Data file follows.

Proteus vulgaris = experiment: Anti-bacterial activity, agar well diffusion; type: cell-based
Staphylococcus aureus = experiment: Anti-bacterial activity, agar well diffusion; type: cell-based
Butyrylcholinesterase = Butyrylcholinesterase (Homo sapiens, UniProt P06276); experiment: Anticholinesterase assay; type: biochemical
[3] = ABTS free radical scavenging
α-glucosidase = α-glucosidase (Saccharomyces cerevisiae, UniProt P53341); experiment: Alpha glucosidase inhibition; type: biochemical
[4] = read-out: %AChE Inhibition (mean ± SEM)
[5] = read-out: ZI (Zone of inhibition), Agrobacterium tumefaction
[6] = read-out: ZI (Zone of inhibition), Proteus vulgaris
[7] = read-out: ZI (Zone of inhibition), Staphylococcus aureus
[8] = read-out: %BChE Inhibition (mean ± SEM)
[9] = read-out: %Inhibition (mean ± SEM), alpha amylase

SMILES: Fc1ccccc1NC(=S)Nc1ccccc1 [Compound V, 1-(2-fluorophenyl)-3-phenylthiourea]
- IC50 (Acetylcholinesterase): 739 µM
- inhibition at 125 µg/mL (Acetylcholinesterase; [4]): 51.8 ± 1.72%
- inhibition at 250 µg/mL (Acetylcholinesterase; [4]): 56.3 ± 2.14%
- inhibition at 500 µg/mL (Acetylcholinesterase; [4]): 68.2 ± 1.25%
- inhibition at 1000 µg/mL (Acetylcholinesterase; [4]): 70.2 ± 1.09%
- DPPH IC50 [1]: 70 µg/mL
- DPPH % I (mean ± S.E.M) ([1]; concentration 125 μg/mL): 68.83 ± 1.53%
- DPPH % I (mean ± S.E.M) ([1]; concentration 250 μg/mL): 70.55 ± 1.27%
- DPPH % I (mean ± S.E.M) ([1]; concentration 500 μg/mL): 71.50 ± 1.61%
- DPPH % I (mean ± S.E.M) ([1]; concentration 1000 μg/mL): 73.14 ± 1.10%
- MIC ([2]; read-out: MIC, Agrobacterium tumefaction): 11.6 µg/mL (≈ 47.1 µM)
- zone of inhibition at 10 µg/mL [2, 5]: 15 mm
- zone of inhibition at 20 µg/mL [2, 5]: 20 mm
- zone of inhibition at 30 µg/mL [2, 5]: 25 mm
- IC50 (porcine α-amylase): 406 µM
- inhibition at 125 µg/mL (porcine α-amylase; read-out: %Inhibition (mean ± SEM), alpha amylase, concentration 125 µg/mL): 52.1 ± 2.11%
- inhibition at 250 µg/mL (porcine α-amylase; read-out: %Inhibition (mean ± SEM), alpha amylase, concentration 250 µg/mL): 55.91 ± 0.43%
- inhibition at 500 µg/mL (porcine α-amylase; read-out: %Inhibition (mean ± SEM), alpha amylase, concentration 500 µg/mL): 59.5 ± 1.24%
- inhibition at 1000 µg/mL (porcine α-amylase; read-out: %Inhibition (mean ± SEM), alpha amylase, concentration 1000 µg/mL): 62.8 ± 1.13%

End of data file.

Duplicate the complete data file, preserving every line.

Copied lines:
Proteus vulgaris = experiment: Anti-bacterial activity, agar well diffusion; type: cell-based
Staphylococcus aureus = experiment: Anti-bacterial activity, agar well diffusion; type: cell-based
Butyrylcholinesterase = Butyrylcholinesterase (Homo sapiens, UniProt P06276); experiment: Anticholinesterase assay; type: biochemical
[3] = ABTS free radical scavenging
α-glucosidase = α-glucosidase (Saccharomyces cerevisiae, UniProt P53341); experiment: Alpha glucosidase inhibition; type: biochemical
[4] = read-out: %AChE Inhibition (mean ± SEM)
[5] = read-out: ZI (Zone of inhibition), Agrobacterium tumefaction
[6] = read-out: ZI (Zone of inhibition), Proteus vulgaris
[7] = read-out: ZI (Zone of inhibition), Staphylococcus aureus
[8] = read-out: %BChE Inhibition (mean ± SEM)
[9] = read-out: %Inhibition (mean ± SEM), alpha amylase

SMILES: Fc1ccccc1NC(=S)Nc1ccccc1 [Compound V, 1-(2-fluorophenyl)-3-phenylthiourea]
- IC50 (Acetylcholinesterase): 739 µM
- inhibition at 125 µg/mL (Acetylcholinesterase; [4]): 51.8 ± 1.72%
- inhibition at 250 µg/mL (Acetylcholinesterase; [4]): 56.3 ± 2.14%
- inhibition at 500 µg/mL (Acetylcholinesterase; [4]): 68.2 ± 1.25%
- inhibition at 1000 µg/mL (Acetylcholinesterase; [4]): 70.2 ± 1.09%
- DPPH IC50 [1]: 70 µg/mL
- DPPH % I (mean ± S.E.M) ([1]; concentration 125 μg/mL): 68.83 ± 1.53%
- DPPH % I (mean ± S.E.M) ([1]; concentration 250 μg/mL): 70.55 ± 1.27%
- DPPH % I (mean ± S.E.M) ([1]; concentration 500 μg/mL): 71.50 ± 1.61%
- DPPH % I (mean ± S.E.M) ([1]; concentration 1000 μg/mL): 73.14 ± 1.10%
- MIC ([2]; read-out: MIC, Agrobacterium tumefaction): 11.6 µg/mL (≈ 47.1 µM)
- zone of inhibition at 10 µg/mL [2, 5]: 15 mm
- zone of inhibition at 20 µg/mL [2, 5]: 20 mm
- zone of inhibition at 30 µg/mL [2, 5]: 25 mm
- IC50 (porcine α-amylase): 406 µM
- inhibition at 125 µg/mL (porcine α-amylase; read-out: %Inhibition (mean ± SEM), alpha amylase, concentration 125 µg/mL): 52.1 ± 2.11%
- inhibition at 250 µg/mL (porcine α-amylase; read-out: %Inhibition (mean ± SEM), alpha amylase, concentration 250 µg/mL): 55.91 ± 0.43%
- inhibition at 500 µg/mL (porcine α-amylase; read-out: %Inhibition (mean ± SEM), alpha amylase, concentration 500 µg/mL): 59.5 ± 1.24%
- inhibition at 1000 µg/mL (porcine α-amylase; read-out: %Inhibition (mean ± SEM), alpha amylase, concentration 1000 µg/mL): 62.8 ± 1.13%